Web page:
Wit this regard, in its latest issue of The Navigator, The Nautical Institute provides ten top tips for mariners about observing and coping with weather at sea:

  1. Keep a weather eye: Always be aware of the current weather, any changes and the best forecast. Lives may depend on it.
  2. By all available means: Use all your senses to monitor the weather – sight, touch, smell– as well as the barometer, coastal and port reports and weather prediction services.
  3. It’s behind you!: Always watch what’s happening behind and all around you. If you are running before the wind and seas all might seem well, but if you need to change the direction of the ship, things could look very different. You must be prepared at all times.
  4. Safety and efficiency: Being aware of the weather and acting accordingly is important for both safety and efficiency.
  5. Beware of change: If you sense a change in the weather, alert others. If you are in port, your moorings may be at risk, while at sea, extra securing may be needed.
  6. Predictive planning: Every port stay or passage plan should include an element of weather prediction. Always have contingency plans for known and unknown weather patterns.
  7. Keep records: It is important to keep weather recordings both to identify change and patterns and to ensure commercial accountability.
  8. New tools, traditional observations: Modern technology provides unprecedented opportunities for predicting weather – but always test these predictions against your observations.
  9. Share and share alike: Predicting the weather can be subjective, so share your observations and predictions with your fellow navigators. Learn from each other and take up the opportunity to mentor.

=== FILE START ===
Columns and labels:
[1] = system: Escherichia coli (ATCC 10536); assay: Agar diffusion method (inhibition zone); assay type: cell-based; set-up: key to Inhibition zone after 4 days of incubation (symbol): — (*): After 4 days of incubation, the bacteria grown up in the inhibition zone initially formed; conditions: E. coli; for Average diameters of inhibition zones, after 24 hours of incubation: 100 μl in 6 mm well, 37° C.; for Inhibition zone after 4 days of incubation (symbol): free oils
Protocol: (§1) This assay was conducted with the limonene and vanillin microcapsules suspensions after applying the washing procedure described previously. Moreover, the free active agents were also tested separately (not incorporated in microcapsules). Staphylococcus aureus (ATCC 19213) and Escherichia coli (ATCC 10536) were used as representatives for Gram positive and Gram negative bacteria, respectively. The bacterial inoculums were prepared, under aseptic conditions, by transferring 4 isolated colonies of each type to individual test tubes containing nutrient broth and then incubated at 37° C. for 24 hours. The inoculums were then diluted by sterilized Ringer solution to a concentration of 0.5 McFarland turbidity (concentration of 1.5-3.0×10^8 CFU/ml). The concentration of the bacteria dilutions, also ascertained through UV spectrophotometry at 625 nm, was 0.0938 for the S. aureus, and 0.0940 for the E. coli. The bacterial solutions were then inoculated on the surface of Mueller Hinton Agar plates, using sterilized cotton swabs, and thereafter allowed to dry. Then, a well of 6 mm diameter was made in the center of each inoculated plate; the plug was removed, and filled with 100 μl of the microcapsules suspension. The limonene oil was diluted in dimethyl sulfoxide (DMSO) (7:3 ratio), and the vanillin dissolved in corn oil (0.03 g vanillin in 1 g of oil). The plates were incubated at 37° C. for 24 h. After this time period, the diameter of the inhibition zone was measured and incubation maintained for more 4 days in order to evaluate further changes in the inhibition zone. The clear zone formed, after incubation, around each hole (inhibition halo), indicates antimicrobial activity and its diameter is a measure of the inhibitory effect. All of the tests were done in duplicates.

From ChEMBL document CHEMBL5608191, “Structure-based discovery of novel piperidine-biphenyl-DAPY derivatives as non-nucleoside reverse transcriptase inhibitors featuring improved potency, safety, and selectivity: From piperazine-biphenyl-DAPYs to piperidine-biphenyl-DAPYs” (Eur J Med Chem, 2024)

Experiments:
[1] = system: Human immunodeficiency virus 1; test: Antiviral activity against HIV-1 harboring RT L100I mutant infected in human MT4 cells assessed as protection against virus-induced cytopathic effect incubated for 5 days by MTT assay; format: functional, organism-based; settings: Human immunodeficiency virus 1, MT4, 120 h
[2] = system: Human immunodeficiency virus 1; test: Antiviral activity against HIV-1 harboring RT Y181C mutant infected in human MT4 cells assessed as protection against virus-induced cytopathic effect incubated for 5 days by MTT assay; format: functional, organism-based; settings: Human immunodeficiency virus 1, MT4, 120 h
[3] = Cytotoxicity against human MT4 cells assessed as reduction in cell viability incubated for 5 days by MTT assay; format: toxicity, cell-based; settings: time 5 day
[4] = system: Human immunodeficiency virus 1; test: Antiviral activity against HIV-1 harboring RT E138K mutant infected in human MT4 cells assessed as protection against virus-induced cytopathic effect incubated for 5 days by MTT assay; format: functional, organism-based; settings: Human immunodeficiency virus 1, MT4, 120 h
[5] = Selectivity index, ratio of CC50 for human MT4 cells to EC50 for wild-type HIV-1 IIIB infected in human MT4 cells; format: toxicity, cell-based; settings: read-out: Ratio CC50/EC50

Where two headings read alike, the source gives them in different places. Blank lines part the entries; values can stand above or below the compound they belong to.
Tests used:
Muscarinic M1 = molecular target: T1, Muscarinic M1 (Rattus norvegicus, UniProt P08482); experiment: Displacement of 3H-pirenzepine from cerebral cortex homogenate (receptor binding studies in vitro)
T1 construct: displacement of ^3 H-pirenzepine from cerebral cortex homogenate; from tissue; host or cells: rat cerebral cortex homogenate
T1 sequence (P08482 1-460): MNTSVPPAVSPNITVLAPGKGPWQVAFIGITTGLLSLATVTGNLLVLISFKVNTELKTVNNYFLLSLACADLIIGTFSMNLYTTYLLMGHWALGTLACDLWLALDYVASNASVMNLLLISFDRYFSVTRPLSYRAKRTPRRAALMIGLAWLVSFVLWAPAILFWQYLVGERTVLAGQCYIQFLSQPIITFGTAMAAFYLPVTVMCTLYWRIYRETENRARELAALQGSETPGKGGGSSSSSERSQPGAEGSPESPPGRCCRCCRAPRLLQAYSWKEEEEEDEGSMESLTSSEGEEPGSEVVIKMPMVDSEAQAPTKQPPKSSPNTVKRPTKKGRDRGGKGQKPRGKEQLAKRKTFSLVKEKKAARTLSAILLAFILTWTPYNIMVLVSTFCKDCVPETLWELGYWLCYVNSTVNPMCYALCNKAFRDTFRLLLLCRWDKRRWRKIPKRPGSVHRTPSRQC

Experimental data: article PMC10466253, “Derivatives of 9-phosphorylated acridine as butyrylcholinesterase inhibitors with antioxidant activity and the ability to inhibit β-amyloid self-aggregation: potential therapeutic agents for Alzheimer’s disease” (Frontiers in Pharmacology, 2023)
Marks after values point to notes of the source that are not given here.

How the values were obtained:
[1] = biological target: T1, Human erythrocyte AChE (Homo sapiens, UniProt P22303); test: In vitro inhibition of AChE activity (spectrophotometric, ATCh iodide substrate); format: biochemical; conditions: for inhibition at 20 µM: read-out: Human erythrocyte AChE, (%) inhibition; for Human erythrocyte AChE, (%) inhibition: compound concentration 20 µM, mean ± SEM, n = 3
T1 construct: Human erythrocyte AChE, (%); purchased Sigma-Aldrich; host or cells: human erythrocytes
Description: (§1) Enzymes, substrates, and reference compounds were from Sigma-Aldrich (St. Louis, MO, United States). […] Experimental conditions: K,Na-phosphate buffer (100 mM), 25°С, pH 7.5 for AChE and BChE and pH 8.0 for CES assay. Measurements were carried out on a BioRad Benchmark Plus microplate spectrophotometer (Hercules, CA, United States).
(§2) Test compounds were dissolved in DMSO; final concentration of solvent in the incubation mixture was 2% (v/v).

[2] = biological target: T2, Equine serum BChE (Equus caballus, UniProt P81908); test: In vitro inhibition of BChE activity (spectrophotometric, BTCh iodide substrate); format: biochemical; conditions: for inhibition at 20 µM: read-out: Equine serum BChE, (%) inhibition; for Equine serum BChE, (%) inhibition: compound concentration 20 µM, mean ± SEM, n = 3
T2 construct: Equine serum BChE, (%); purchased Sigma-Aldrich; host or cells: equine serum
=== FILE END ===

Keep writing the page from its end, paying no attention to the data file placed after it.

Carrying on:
10. Take pride: Take pride in your ability to read the environment and predict the weather. It is a proud tradition of mariners and can save the day or even someone’s life.


Do you remember?

It has been only two months since the cruise ship 'Viking Sky' suffered engine failure due to heavy weather and remained drifted in rough waters in the Norwegian Sea to within 100 meters of land. Waves were reportedly 6 to 8 meters high.

Weather conditions were so extreme that no lifeboats could be launched. As such, search and rescue forces airlifted a total of 479 people, one-by-one on to helicopters, before the weather improved the next day and towing could begin.

'Viking Sky' eventually arrived at the port of Molde on Norway’s west coast with some injuries and no fatalities.

Being able to predict weather from sight, feel and smell is a special talent for professional navigators and one that can be honed throughout a long career at sea. It is not only a great source of pride but may someday save the lives of you and your shipmates. The sophistication of new weather services that use satellites, sensors and computers offers unprecedented commercial advantages when used correctly and tested against good, traditional skills,

...says David Patraiko FNI, Director of Projects, The Nautical Institute.


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